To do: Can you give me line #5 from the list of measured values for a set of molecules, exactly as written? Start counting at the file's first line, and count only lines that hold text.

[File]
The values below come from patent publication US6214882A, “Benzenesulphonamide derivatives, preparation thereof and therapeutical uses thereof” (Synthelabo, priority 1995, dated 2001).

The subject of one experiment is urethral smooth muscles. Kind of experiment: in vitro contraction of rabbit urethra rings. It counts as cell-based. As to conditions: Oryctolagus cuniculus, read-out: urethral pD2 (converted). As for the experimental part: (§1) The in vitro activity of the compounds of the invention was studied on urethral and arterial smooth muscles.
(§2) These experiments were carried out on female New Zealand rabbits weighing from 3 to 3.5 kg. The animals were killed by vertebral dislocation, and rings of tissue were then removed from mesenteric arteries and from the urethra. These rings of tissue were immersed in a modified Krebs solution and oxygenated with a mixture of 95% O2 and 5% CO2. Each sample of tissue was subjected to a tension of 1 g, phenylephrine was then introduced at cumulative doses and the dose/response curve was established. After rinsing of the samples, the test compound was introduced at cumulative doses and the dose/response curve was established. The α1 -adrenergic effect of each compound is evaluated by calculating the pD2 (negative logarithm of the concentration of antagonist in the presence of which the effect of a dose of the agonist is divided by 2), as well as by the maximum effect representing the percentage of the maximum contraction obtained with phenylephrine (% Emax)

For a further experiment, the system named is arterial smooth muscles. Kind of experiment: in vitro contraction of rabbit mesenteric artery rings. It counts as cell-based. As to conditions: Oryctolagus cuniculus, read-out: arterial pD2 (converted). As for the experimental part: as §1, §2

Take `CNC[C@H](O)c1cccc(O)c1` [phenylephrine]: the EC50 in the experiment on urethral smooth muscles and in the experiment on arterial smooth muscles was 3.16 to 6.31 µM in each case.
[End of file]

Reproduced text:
Take `CNC[C@H](O)c1cccc(O)c1` [phenylephrine]: the EC50 in the experiment on urethral smooth muscles and in the experiment on arterial smooth muscles was 3.16 to 6.31 µM in each case.